The recent murder of eight people in North Georgia, six of them Asian American women, has brought national attention to the increasing violence and hatred suffered by Asian Americans in this country, and to the continuing reality of violence against women.
Hate crimes against Asian Americans were up a staggering 150 percent in 2020, with Asian American women twice as likely to be victimized as men. Those targeted are of all ages and all different Asian nationalities.
The violent attacks are often simply random, as when Xiao Zhen Xie, a 76-year-old grandmother in San Francisco, was punched in the face by a stranger. Children have been bullied and insulted. Asian-owned businesses have been vandalized; homes smeared with hateful graffiti.
‘King Flu’ instigator
The immediate cause of the increasing violence can be traced back to Donald Trump labeling the COVID-19 pandemic the “Kung Flu” and blaming the Chinese for its spread.
Trump’s taunts focused the anger of frightened people on Asian Americans, despite the fact that Asian Americans — often front-line essential workers — were disproportionately hit by the disease.
This comes on top of the resentment fueled by the loss of good jobs in America, as rapacious multinationals and foolish policymakers conspired to cripple manufacturing.
The recent outbreak of race crimes directed at Asian Americans is the most recent chapter of a long, dismal history in this country, dating back to when Chinese workers were first imported in the 1850s to do dangerous, low-wage jobs in mining and railroad construction.
Employers suppressed their wages, stripped them of their rights and stomped out any effort to organize.
Immediately, fears that the “Chinese were taking American jobs” spread wildly. Just as with African Americans, Asian Americans were victimized repeatedly by vigilante violence and official injustice.
History of Asian hate
In 1854, the California Supreme Court in People v. Hall ruled that Asians could not testify against a white person. Hall, who had murdered a Chinese immigrant, walked away without penalty. In 1871, in Los Angeles, a vengeful mob lynched 17 Chinese men.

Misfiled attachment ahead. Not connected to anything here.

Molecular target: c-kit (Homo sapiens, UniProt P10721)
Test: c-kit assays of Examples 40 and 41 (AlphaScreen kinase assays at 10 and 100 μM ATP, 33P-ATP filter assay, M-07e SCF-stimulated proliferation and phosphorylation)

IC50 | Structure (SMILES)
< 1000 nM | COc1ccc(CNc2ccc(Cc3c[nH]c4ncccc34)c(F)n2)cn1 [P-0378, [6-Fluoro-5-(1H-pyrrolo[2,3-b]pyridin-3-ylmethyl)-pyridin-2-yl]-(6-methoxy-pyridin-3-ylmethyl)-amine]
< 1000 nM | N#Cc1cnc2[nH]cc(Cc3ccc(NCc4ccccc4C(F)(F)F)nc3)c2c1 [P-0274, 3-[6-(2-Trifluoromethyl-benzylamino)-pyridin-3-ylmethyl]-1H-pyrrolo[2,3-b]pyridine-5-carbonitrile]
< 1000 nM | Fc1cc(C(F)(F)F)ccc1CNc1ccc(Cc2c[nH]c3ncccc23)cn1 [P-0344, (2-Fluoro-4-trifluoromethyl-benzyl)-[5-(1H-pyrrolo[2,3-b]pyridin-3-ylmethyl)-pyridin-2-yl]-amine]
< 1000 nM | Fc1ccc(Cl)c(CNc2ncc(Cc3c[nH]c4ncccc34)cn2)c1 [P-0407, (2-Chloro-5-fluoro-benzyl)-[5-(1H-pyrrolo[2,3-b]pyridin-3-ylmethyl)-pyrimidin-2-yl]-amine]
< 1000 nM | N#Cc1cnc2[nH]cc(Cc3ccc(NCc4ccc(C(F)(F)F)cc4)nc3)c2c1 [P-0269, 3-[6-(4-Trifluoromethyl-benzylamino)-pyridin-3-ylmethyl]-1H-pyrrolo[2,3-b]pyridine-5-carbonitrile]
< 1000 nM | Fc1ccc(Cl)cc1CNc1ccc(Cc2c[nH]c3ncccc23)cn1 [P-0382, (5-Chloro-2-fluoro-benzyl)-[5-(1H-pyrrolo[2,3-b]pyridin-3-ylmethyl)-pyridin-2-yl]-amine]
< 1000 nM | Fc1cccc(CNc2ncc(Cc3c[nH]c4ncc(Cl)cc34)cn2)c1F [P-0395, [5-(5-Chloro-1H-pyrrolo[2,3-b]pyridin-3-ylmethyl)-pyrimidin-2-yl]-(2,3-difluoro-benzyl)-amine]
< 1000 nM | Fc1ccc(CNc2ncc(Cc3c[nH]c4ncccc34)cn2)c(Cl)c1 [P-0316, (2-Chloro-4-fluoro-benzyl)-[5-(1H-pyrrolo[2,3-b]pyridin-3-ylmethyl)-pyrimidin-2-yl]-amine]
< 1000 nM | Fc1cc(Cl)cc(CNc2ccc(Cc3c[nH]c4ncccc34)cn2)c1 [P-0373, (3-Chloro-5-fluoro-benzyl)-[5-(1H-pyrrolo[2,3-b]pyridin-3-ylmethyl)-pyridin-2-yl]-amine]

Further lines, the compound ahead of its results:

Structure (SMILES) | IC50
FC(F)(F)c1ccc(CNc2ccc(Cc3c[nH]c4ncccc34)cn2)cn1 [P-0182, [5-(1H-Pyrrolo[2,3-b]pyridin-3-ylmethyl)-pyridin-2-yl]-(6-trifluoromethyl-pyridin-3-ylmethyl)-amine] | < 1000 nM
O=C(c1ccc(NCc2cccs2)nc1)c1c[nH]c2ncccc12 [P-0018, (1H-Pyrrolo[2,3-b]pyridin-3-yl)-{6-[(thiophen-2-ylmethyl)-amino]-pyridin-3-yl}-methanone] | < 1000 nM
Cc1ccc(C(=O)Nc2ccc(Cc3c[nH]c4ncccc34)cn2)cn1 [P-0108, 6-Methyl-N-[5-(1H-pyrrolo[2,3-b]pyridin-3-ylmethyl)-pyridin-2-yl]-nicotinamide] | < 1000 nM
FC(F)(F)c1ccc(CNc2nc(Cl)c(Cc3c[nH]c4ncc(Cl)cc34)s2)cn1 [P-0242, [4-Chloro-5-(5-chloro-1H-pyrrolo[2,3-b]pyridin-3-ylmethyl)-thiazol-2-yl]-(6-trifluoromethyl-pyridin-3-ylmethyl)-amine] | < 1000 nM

No one was ever punished. In 1882, the U.S. Congress passed the Chinese Exclusion Act, a ban on Chinese immigration that was extended for 60 years.
In World War II, Japanese Americans were interned in what were essentially concentration camps, a brazen violation of their rights that the Supreme Court, to its shame, ratified.
More recently, when refugees from Vietnam began to work in shrimping off the coast of Texas, the local Ku Klux Klan, garbed in their regalia, set their boats on fire. After 9/11, violence against South Asians soared.
In reality, the 20 million Asian Americans in the United States are very diverse, coming from 20 countries with different languages, religions and races. The largest numbers come from China, India and the Philippines.
Collectively, they are the fastest growing minority in the United States. On average, they are remarkably successful. Their median annual wage is higher than that of all Americans.
They are less likely to live in poverty. Over half of those older than 25 have a college degree or more, compared with 30% of all Americans. Seven in 10 who
are 5 or older speak English proficiently.
Yet, despite this success, they suffer from systemic racism and face a growing threat of violence. Now is the time to confront this plague. The murders in North Georgia have sparked vigils across the country. Civil rights organizations, African American and Latino groups have rallied in solidarity.
The mainstream media has finally put a spotlight on the rise of anti-Asian hate crimes. The Asian American Leaders Table has called on the federal government to ensure robust enforcement of civil rights laws, and to prioritize violence prevention and restorative justice.
Strikingly, they understand that all communities of color struggle in the face of racism and hate crimes.
They call on Congress to invest in communities at risk, building for all Americans basic economic rights that include jobs, housing, health care and education. The founding vision of the Rainbow Coalition was the inclusive society.
We realized when you combine all the marginalized people who suffer from discrimination — African Americans, Latinos, Asian Americans, members of the LGBTQ communities, undocumented immigrants, the disabled and more — we represent the majority of America.
And when workers come together across lines of race and religion, they can change the world.
The pandemic and the poisonous rhetoric of Donald Trump have exposed once more the hard work that must be done to bring together an inclusive society.
Our diversity is truly America’s strength, and the hateful reaction to it America’s weakness.
The rising violence against Asian Americans, the Black Lives Matter marches against police brutality, the tragic epidemic of deaths of despair plaguing displaced working people, the increasing anger at immigrants require all of us to come together, across lines of race and religion and region, to protect one another and to unite in the call for equal justice.
Together we can make a more perfect union.
The Rev. Jesse L. Jackson, Sr. is president and CEO of the Rainbow/PUSH Coalition.